A study in BMC Medicine found that the use of an online CONSORT-based Peer Review Tool (COBPeer) by trained early career researchers compared to usual peer review processes resulted in better detection of inadequate reporting in RCTS and suggests that using two-step peer review process could improve the quality of reporting.

Open Science

A description of steps journal editors and publishers can use to operationalise data sharing policies, including the Make Data Count Project provides some practical information as well as arguments for a robust data sharing practice.

PLOS is encouraging authors to pre-register their study designs and hypotheses and submit them for peer review before conducting the experiments. The dual goals are to increase the credibility of the results and reduce the time needed for scientific knowledge to be made available - the latter by providing a provisional acceptance to articles for whom the plan has been pre-registered.

The People's Trial, funded by the Health Research Board, through the HRB-TMRN, is a crowd-sourced research platform. In several phases, they asked people via their website to identify questions that they wanted answered, (155 were suggested) voted on them and selected the top 10, and then posed the question - in this case "Does reading in a book in bed help one sleep? ". Participants are randomised, the study will be run, and results posted.

The University of Glasgow encourages the use of CRediT taxonomy to describe the contributions of authors and contributors in research studies. This is meant to promote the positive research culture at the University of Glasgow by recognising and valuing each individual's contributions to research.

The Access to Transparent Statistics (ACTS) is a call to action for journals and funding agencies to enhance the quality of statistical reporting and an appeal to research institutions to spearhead the battle for reproducibility of results. Components of ACTS include standardisation of the contents of statistical paragraphs, making the statistical subsection the opening paragraph of the Methods section, including a separate paragraph discussing the limitations of the statistical analysis and allocating resources to studies on reproducibility and null results.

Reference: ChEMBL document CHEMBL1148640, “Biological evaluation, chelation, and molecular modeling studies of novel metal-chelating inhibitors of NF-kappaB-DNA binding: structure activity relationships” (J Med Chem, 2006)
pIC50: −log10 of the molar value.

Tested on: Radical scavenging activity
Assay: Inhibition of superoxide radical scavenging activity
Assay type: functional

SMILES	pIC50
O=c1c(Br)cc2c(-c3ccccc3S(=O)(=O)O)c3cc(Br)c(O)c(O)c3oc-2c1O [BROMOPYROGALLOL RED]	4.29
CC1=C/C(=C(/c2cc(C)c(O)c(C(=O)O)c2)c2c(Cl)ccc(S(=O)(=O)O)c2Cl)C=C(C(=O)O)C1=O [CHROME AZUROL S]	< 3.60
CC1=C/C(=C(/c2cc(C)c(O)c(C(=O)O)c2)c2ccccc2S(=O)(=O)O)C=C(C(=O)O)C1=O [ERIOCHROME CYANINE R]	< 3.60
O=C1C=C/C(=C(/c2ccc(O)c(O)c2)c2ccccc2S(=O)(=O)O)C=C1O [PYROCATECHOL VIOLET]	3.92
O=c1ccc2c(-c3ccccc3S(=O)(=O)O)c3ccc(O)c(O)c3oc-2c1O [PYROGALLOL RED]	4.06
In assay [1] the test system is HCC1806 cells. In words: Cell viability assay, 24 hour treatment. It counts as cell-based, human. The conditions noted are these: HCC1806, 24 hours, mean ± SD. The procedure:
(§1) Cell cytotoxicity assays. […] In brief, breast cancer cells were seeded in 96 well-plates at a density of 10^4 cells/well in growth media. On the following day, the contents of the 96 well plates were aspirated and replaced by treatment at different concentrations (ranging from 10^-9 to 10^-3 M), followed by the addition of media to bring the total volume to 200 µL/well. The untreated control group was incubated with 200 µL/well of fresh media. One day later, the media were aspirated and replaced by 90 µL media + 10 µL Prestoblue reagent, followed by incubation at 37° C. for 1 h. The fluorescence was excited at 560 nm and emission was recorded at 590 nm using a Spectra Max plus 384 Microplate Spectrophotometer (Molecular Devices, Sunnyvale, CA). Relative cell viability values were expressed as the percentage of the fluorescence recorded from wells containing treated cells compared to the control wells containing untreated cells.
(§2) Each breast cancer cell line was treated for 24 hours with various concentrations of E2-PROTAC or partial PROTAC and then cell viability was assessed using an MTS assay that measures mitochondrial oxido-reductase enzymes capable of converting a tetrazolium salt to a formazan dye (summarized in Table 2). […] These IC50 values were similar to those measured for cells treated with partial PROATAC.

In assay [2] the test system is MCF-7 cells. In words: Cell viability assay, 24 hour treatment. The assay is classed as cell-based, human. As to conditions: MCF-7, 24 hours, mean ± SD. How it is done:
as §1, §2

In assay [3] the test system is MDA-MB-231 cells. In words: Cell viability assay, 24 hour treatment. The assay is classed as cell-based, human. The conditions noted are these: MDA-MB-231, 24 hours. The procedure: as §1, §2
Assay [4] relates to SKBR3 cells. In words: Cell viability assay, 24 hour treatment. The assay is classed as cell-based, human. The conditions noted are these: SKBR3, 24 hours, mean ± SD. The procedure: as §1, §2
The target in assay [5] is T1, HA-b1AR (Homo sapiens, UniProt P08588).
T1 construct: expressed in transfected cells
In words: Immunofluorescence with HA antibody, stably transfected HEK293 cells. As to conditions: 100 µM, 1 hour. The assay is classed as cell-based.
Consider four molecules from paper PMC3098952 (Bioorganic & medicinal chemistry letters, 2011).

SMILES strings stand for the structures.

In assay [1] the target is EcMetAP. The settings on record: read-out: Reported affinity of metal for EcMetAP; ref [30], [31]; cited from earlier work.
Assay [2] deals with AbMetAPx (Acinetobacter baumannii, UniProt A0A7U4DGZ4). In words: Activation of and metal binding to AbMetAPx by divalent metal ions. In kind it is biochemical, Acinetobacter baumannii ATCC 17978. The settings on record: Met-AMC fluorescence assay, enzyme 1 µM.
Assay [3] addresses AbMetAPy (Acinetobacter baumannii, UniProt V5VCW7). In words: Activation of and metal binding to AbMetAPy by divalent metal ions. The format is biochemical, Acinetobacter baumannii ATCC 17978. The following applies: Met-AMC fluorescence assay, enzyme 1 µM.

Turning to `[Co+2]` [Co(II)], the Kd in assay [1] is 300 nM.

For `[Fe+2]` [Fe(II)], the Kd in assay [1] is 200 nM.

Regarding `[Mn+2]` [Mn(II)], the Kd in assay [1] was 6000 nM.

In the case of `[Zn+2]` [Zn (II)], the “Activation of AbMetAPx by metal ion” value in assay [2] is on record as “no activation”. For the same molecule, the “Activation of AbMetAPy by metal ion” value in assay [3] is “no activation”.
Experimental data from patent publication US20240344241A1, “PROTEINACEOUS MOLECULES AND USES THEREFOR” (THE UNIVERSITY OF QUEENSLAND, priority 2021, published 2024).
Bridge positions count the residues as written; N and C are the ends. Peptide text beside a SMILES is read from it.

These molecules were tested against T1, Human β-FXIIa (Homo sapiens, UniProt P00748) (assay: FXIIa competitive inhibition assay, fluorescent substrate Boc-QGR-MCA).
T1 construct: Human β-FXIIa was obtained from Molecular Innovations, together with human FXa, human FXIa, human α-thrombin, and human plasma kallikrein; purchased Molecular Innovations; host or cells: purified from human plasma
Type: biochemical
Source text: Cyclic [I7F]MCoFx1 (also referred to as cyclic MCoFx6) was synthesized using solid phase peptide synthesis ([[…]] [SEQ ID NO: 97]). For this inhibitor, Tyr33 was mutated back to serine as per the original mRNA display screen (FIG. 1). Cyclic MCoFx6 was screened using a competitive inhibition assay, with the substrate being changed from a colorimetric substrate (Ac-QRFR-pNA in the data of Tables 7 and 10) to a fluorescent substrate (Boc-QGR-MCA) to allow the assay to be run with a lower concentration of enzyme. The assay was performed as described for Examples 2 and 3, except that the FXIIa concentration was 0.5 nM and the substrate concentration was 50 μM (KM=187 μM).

Editors in the BMJ urge authors to share their analytic code. A recent retraction of a JAMA article was prompted by the miscoding of data resulting in essentially a reversal of the actual results of a trial. The Editors recommend publication of analytic code on platforms such as GitHub to provide an unambiguous record of methods, increase reproducibility, identification and correction of errors.


An entertaining quick video showing where articles on the preprint server bioRxiv are ultimately published from inception to 2019. Look quick!

Research and Publication Misconduct

The education ministry of South Korea has identified 11 authors (24 papers) who have included non-contributory high school or middle-age children as co-authors of published papers. Presumably this practice is used to help secure university placement for these children.